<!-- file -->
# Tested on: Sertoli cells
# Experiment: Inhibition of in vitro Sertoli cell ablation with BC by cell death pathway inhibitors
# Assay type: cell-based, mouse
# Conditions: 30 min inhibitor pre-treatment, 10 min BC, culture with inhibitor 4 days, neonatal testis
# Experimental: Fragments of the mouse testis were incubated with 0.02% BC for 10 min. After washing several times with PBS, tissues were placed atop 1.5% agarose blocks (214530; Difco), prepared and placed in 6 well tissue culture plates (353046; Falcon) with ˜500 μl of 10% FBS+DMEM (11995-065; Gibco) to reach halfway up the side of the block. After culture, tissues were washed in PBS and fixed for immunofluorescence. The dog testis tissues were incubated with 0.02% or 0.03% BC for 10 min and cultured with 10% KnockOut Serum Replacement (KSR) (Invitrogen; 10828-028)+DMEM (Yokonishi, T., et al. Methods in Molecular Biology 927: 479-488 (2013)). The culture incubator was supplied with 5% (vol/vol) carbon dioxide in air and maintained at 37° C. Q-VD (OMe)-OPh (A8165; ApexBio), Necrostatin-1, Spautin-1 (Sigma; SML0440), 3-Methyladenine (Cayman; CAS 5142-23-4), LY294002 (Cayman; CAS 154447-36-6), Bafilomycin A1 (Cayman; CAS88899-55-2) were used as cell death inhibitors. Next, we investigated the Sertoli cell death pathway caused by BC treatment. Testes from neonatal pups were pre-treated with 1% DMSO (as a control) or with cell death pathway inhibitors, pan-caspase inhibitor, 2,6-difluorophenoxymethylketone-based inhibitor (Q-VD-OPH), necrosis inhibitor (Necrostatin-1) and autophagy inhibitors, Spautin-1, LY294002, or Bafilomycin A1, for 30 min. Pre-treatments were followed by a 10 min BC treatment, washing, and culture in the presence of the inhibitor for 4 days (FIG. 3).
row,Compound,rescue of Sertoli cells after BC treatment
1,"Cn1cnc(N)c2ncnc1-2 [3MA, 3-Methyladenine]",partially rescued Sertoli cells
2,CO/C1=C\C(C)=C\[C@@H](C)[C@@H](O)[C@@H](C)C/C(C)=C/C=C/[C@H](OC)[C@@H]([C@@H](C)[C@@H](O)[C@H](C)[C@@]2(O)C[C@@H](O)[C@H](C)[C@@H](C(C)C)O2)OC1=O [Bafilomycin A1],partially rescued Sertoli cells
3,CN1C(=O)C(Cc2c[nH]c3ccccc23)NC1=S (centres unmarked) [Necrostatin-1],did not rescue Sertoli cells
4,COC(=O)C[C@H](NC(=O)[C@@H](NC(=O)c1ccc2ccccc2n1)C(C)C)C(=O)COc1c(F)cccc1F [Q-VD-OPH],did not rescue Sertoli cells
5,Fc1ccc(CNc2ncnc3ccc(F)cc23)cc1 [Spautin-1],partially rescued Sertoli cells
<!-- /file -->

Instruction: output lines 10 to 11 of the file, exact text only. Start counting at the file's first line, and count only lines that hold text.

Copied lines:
4,COC(=O)C[C@H](NC(=O)[C@@H](NC(=O)c1ccc2ccccc2n1)C(C)C)C(=O)COc1c(F)cccc1F [Q-VD-OPH],did not rescue Sertoli cells
5,Fc1ccc(CNc2ncnc3ccc(F)cc23)cc1 [Spautin-1],partially rescued Sertoli cells